In 2017, the Home Office commissioned the independent Migration Advisory Committee (MAC) to provide an objective assessment of the impact of international students in the UK for the first time. In line with the MAC recommendations, we announced in the Immigration White Paper published in December 2018 that we will increase the post-study leave period for postgraduate students to six months, and doctorate students to a year. We will also go further, by increasing the post-study leave period for all undergraduates studying at institutions with degree awarding powers to six months. These changes will benefit tens of thousands of students and will help ensure that our world-leading education sector remains competitive globally.
Example question to BEIS
Question from Jim Shannon MP to Department for Business, Energy & Industrial Strategy:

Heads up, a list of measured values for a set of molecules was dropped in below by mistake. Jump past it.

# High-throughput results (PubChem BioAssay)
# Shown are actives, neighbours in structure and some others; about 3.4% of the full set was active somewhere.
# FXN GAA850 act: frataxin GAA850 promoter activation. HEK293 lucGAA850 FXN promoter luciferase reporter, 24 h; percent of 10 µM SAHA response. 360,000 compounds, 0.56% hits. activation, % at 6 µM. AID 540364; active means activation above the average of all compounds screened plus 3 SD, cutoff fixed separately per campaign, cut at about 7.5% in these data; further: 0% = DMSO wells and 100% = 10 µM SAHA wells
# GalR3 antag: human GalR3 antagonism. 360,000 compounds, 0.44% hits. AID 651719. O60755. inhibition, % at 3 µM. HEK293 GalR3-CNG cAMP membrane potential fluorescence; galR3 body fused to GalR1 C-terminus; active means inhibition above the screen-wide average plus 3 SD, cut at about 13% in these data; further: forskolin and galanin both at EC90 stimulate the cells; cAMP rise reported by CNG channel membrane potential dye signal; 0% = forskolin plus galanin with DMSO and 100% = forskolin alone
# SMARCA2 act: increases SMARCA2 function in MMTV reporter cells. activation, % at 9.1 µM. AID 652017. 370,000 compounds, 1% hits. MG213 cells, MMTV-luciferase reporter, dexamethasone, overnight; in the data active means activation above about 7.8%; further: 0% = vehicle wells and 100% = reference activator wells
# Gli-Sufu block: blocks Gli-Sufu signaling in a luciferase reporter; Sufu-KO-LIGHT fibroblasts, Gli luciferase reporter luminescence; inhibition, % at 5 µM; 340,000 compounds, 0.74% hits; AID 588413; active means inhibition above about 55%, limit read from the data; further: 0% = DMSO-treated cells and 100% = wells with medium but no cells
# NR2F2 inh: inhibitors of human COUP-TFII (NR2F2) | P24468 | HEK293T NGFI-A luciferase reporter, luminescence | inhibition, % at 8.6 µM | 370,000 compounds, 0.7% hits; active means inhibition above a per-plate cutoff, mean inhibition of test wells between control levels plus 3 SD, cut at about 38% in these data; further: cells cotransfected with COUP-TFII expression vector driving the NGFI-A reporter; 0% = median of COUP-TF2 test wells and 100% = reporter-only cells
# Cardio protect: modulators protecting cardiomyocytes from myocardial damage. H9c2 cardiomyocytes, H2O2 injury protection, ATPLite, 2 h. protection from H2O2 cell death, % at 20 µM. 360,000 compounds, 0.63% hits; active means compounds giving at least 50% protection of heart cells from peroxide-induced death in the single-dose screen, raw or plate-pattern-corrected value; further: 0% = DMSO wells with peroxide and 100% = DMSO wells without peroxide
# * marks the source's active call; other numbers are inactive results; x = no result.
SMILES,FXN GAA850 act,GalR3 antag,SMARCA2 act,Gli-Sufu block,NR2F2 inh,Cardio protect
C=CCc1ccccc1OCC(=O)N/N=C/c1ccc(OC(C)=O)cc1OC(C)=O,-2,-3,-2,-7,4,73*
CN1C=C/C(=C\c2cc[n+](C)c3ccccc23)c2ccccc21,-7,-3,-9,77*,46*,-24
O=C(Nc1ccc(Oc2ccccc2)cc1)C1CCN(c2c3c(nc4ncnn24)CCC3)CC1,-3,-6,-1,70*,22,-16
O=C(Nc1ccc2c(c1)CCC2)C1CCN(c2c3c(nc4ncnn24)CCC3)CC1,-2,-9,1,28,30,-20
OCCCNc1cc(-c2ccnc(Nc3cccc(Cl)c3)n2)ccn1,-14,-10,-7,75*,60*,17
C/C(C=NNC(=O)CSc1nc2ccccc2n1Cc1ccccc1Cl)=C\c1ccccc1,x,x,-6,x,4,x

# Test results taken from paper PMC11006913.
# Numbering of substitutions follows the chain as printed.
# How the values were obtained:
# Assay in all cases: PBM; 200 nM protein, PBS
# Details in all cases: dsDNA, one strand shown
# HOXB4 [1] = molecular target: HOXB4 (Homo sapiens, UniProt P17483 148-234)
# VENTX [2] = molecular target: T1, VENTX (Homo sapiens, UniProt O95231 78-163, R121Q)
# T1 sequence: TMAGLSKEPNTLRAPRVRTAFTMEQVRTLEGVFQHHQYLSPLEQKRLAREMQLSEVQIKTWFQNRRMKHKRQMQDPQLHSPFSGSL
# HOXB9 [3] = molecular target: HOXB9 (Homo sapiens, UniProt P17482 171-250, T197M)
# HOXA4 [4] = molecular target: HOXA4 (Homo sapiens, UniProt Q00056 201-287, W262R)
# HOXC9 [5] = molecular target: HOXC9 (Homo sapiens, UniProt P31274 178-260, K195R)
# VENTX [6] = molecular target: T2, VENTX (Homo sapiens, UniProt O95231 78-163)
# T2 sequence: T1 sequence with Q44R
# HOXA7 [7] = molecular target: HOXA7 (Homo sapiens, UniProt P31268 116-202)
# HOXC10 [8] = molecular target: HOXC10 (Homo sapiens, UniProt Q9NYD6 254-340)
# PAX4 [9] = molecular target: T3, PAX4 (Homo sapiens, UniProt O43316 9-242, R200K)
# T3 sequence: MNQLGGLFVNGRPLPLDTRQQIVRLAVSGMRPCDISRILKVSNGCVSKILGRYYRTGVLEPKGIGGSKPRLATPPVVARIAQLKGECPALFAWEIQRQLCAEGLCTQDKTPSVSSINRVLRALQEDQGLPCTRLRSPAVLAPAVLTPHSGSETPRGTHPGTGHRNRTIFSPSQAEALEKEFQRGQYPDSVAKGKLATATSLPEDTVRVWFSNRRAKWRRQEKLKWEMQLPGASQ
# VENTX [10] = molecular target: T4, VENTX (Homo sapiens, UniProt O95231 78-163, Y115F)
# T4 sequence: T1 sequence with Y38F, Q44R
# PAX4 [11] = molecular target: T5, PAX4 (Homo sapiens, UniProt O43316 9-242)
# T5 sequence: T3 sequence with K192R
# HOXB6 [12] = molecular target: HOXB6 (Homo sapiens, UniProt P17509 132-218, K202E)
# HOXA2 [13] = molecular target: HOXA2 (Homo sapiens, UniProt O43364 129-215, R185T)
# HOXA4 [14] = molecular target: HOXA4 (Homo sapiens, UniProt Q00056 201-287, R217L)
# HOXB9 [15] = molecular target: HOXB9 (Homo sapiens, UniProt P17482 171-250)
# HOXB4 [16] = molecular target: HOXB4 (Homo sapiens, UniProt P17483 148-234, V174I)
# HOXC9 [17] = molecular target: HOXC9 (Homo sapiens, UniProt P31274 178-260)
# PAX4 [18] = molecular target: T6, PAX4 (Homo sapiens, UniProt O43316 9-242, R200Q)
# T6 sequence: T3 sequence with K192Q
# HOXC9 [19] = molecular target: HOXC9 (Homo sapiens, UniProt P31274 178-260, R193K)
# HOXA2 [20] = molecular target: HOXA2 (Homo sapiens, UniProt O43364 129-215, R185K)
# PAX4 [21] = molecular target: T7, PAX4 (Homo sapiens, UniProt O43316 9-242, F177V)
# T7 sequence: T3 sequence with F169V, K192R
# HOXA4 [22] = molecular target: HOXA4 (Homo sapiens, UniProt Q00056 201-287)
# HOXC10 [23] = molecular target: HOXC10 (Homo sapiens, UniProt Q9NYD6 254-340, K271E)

To ask the Secretary of State for Business, Energy and Industrial Strategy, whether the £7 billion of additional spending for research and development will be in addition to replacing EU funding lost after the UK leaves the EU.
Response from Chris Skidmore MP, Minister of State for Universities, Science, Research & Innovation:
At Spending Review 2015, the Government protected science funding, committing to invest £26.3 billion between 2016-21, and has since committed to an additional £7 billion by 2021-22 – the largest increase ever. The terms of the Withdrawal Agreement, if ratified, would provide for continued UK participation in EU Programmes, including Horizon 2020, to December 2020 and for the lifetime of projects under the programme. If an agreement is reached, projects approved during this period will be able to continue with an uninterrupted flow of EU funding. If we leave the EU without a deal in place, the underwrite guarantee and extension are Government commitments to provide funding required for the UK to participate in Horizon 2020 until the end of 2020 and for the lifetime of projects. In this scenario, HM Treasury will provide additional funding on top of existing departmental budgets – further demonstrating the Government’s commitment to the UK’s world-class research base.
Policy & Public Affairs Manager, British Society for Immunology Email: firstname.lastname@example.org